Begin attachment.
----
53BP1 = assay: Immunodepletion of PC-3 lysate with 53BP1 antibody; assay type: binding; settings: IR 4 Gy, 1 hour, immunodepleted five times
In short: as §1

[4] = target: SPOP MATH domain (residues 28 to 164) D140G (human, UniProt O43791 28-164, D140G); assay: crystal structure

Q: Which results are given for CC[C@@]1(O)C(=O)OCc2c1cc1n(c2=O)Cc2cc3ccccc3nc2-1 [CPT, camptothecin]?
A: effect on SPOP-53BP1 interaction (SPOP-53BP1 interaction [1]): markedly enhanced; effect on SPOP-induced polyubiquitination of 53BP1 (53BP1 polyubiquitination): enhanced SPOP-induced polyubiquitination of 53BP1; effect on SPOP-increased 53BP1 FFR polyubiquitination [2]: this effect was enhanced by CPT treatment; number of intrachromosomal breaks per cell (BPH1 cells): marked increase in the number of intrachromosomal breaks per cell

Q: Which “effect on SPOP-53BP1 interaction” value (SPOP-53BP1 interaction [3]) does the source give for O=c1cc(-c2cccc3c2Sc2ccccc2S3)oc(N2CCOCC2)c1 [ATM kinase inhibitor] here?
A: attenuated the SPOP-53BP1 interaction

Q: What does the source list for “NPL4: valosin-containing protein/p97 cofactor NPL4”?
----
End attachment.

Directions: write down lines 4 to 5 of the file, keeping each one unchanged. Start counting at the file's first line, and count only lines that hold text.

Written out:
Q: Which results are given for CC[C@@]1(O)C(=O)OCc2c1cc1n(c2=O)Cc2cc3ccccc3nc2-1 [CPT, camptothecin]?
A: effect on SPOP-53BP1 interaction (SPOP-53BP1 interaction [1]): markedly enhanced; effect on SPOP-induced polyubiquitination of 53BP1 (53BP1 polyubiquitination): enhanced SPOP-induced polyubiquitination of 53BP1; effect on SPOP-increased 53BP1 FFR polyubiquitination [2]: this effect was enhanced by CPT treatment; number of intrachromosomal breaks per cell (BPH1 cells): marked increase in the number of intrachromosomal breaks per cell